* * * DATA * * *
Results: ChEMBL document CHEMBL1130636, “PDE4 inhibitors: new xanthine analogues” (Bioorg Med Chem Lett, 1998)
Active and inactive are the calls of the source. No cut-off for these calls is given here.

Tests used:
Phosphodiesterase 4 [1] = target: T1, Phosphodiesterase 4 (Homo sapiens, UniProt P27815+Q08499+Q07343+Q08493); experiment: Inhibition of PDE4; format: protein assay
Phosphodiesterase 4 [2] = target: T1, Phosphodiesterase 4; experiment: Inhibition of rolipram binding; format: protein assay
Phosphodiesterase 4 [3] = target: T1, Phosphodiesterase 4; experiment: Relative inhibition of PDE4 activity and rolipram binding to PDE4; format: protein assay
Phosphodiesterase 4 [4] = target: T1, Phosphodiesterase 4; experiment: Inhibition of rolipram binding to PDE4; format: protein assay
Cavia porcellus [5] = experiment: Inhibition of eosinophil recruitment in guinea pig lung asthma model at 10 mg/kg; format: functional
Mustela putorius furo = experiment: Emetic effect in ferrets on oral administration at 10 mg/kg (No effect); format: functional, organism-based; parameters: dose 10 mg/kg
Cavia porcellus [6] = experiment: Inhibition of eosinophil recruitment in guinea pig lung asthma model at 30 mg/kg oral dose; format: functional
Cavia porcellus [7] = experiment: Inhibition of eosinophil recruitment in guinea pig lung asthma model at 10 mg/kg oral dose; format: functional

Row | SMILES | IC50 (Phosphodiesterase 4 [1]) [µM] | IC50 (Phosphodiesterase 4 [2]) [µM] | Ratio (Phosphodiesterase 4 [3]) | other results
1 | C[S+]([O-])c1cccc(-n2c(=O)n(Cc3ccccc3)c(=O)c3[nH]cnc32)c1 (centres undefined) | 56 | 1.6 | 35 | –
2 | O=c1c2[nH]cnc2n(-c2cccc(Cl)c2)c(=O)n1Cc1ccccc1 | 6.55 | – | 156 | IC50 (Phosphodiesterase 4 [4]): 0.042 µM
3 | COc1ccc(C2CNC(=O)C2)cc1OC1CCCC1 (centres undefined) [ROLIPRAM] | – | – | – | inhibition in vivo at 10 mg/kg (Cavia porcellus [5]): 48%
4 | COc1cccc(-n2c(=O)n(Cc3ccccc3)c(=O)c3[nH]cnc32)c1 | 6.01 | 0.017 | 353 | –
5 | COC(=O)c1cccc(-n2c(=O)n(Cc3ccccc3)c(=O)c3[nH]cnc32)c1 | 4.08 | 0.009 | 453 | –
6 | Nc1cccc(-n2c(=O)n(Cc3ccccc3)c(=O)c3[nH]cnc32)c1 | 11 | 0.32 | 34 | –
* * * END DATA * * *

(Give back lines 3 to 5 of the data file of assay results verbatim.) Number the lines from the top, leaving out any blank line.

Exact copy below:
Tests used:
Phosphodiesterase 4 [1] = target: T1, Phosphodiesterase 4 (Homo sapiens, UniProt P27815+Q08499+Q07343+Q08493); experiment: Inhibition of PDE4; format: protein assay
Phosphodiesterase 4 [2] = target: T1, Phosphodiesterase 4; experiment: Inhibition of rolipram binding; format: protein assay